Sprint Development Drills

  • Sprint Drills. Sprint Development Drills consist of various modifications of walking, running, and skipping mechanics, designed to serve as dynamic flexibility exercises and specific technical teaching progressions. Traditional exercises like High Knee Runs, A Skips, and B Skips fall into this category. Typical sprint development drill units employ 1-3 repetitions of 4-8 exercises, performed over distances of 10-50 meters. Total session volumes range from 150 to 500 meters.
  • Why Should I Do These? These drills develop coordination and flexibility. They also provide an opportunity to teach certain technical aspects of sprinting, particularly postures and force application. They can also be used to evaluate movement quality and coordination.
  • Why Do My Kids Do the Drills Well but Sprint Poorly? While these exercises provide opportunity to address many aspects of running mechanics, the intensities found in these exercises are not sufficient to elicit the reflexes found in competition. Thus, sprint drills do not improve running mechanics directly. Creating carryover to the event itself becomes the task of the coach.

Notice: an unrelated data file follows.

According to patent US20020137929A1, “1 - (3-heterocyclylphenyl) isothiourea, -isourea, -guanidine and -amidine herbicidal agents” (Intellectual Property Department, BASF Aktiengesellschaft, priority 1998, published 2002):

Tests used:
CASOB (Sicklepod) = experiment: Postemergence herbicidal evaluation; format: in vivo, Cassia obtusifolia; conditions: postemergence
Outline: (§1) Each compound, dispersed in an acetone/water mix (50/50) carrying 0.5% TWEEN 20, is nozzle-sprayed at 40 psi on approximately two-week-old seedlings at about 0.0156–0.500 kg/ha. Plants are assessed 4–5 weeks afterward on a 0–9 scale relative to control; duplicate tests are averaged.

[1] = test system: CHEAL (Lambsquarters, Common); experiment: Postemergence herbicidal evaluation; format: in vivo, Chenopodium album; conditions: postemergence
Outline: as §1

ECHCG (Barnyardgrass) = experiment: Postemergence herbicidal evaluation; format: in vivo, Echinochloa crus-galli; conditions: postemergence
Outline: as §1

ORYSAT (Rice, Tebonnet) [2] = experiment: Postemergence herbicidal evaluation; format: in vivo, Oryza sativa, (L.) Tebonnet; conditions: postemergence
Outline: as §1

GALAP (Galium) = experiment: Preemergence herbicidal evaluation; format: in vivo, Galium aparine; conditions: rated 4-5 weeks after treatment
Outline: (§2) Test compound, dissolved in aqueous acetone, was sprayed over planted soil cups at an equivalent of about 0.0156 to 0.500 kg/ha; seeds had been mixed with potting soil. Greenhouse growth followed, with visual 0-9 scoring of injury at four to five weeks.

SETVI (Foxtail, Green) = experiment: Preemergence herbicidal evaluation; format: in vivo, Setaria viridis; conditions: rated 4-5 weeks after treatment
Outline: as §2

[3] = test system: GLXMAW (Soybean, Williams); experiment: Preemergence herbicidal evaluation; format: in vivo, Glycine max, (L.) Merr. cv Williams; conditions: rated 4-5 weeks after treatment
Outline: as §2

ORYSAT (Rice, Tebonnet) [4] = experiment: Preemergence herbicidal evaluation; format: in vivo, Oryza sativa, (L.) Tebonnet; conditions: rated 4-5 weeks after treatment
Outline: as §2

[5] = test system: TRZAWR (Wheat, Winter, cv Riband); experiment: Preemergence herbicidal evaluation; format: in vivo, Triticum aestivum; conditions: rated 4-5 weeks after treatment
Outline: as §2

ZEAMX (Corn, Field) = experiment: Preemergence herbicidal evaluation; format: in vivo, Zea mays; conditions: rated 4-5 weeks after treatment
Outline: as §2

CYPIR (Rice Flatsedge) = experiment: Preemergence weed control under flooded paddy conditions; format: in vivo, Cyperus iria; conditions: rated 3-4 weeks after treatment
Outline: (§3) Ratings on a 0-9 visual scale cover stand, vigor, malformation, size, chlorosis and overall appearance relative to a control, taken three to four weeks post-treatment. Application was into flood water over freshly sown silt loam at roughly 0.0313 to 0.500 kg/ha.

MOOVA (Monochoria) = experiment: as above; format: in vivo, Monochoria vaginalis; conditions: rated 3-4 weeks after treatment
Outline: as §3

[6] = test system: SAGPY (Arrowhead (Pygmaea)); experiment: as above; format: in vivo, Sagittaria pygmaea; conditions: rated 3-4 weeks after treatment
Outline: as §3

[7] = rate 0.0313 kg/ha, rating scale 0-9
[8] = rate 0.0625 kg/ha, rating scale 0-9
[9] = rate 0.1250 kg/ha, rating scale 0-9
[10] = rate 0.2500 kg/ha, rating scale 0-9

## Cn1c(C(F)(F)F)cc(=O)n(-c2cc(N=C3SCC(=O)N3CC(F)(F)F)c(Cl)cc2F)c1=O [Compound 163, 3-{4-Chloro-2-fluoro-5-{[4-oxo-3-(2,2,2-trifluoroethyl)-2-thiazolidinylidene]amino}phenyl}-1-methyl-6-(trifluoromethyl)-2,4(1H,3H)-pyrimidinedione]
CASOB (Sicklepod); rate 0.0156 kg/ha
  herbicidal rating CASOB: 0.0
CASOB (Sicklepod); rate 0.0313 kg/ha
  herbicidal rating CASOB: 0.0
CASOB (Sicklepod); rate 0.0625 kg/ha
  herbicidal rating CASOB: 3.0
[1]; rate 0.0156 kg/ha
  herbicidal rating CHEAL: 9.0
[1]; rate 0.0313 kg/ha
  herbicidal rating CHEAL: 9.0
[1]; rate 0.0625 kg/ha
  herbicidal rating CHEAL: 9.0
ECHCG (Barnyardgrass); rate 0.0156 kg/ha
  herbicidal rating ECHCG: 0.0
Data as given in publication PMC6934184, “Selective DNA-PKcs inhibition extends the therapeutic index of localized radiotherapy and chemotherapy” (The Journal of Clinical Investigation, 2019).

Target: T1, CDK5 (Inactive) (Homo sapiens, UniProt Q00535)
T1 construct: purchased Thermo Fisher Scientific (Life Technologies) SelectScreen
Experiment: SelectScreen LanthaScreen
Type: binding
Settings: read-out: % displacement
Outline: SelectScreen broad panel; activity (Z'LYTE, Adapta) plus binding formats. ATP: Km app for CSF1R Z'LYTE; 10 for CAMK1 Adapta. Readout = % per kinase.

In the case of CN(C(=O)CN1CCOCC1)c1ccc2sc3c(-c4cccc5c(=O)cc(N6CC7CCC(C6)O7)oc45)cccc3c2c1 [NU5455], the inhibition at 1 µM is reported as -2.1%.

Hurdle Mobility Exercises

  • Hurdle Mobility. Hurdle Mobility Exercises use hurdles to provide an exercise environment that challenges mobility and coordination. Routines typically include variations of walks or skips over hurdles. The hurdles serve to challenge the athlete’s range of motion, and also supply technical demand. Typical hurdle mobility units employ 1-3 sets of 2-8 exercises, performed over 6-12 hurdles. Total unit volumes typically involve negotiating 40-120 hurdles. Sessions may be performed at slow speeds, or done at fast speeds employing more ballistic movements.
  • Why Should I Do These? These exercises are designed to improve mobility, flexibility, and coordination. They strengthen the lower back, lower abdominals, and pelvic regions and seem to help sharpen agonist/antagonist muscle group firing patterns.
  • Cautions. Hurdle Mobility provides lots of reps really quick – for better or worse. Proper posture and firing patterns of the hip are a must. Athletes must stay tall. The toes should be turned outward as each forward step is initiated, and the knee must remain higher than the foot at all times, to insure development of proper balance in the hip musculature. Also, with older athletes who are already well versed in these, they might become baggage and produce more tightness than looseness.